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            Systematic review: impact of health information technology on quality, efficiency, and costs of medical care.

            Experts consider health information technology key to improving efficiency and quality of health care. To systematically review evidence on the effect of health information technology on quality, efficiency, and costs of health care. The authors systematically searched the English-language literature indexed in MEDLINE (1995 to January 2004), the Cochrane Central Register of Controlled Trials, the Cochrane Database of Abstracts of Reviews of Effects, and the Periodical Abstracts Database. We also added studies identified by experts up to April 2005. Descriptive and comparative studies and systematic reviews of health information technology. Two reviewers independently extracted information on system capabilities, design, effects on quality, system acquisition, implementation context, and costs. 257 studies met the inclusion criteria. Most studies addressed decision support systems or electronic health records. Approximately 25% of the studies were from 4 academic institutions that implemented internally developed systems; only 9 studies evaluated multifunctional, commercially developed systems. Three major benefits on quality were demonstrated: increased adherence to guideline-based care, enhanced surveillance and monitoring, and decreased medication errors. The primary domain of improvement was preventive health. The major efficiency benefit shown was decreased utilization of care. Data on another efficiency measure, time utilization, were mixed. Empirical cost data were limited. Available quantitative research was limited and was done by a small number of institutions. Systems were heterogeneous and sometimes incompletely described. Available financial and contextual data were limited. Four benchmark institutions have demonstrated the efficacy of health information technologies in improving quality and efficiency. Whether and how other institutions can achieve similar benefits, and at what costs, are unclear.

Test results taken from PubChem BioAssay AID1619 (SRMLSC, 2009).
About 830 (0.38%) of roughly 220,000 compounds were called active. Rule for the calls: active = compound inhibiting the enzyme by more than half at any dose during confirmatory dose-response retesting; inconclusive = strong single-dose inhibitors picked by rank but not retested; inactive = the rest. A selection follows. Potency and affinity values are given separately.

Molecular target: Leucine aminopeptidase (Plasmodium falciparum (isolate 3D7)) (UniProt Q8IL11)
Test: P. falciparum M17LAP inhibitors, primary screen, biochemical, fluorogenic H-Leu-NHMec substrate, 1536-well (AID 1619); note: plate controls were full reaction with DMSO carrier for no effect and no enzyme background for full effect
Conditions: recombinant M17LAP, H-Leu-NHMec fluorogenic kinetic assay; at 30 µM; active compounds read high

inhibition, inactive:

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              Criteria list for assessment of methodological quality of economic evaluations: Consensus on Health Economic Criteria.

              The aim of the Consensus on Health Economic Criteria (CHEC) project is to develop a criteria list for assessment of the methodological quality of economic evaluations in systematic reviews. The criteria list resulting from this CHEC project should be regarded as a minimum standard. The criteria list has been developed using a Delphi method. Three Delphi rounds were needed to reach consensus. Twenty-three international experts participated in the Delphi panel. The Delphi panel achieved consensus over a generic core set of items for the quality assessment of economic evaluations. Each item of the CHEC-list was formulated as a question that can be answered by yes or no. To standardize the interpretation of the list and facilitate its use, the project team also provided an operationalization of the criteria list items. There was consensus among a group of international experts regarding a core set of items that can be used to assess the quality of economic evaluations in systematic reviews. Using this checklist will make future systematic reviews of economic evaluations more transparent, informative, and comparable. Consequently, researchers and policy-makers might use these systematic reviews more easily. The CHEC-list can be downloaded freely from http://www.beoz.unimaas.nl/chec/.